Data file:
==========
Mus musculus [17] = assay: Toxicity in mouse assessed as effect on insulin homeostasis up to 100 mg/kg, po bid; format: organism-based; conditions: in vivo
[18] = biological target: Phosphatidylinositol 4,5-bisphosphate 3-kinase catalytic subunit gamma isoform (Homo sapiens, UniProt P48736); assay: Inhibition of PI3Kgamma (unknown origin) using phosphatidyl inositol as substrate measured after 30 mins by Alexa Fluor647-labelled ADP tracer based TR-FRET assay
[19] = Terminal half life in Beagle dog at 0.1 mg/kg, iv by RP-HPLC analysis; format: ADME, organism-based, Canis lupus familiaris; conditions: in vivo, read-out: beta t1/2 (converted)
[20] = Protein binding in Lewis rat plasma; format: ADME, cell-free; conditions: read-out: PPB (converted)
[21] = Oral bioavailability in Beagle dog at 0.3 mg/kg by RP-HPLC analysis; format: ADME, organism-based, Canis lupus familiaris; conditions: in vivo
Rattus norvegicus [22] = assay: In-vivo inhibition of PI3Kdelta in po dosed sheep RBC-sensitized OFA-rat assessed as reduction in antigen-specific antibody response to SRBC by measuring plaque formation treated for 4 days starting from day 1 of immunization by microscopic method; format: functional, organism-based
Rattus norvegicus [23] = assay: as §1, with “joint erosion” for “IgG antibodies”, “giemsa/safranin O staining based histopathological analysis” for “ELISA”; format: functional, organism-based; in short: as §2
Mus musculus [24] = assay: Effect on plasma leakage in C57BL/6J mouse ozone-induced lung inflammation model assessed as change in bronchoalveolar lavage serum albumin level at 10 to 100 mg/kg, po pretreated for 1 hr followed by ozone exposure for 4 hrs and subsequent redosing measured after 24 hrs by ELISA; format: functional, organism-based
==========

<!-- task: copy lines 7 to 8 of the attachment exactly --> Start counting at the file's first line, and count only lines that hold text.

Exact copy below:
Rattus norvegicus [23] = assay: as §1, with “joint erosion” for “IgG antibodies”, “giemsa/safranin O staining based histopathological analysis” for “ELISA”; format: functional, organism-based; in short: as §2
Mus musculus [24] = assay: Effect on plasma leakage in C57BL/6J mouse ozone-induced lung inflammation model assessed as change in bronchoalveolar lavage serum albumin level at 10 to 100 mg/kg, po pretreated for 1 hr followed by ozone exposure for 4 hrs and subsequent redosing measured after 24 hrs by ELISA; format: functional, organism-based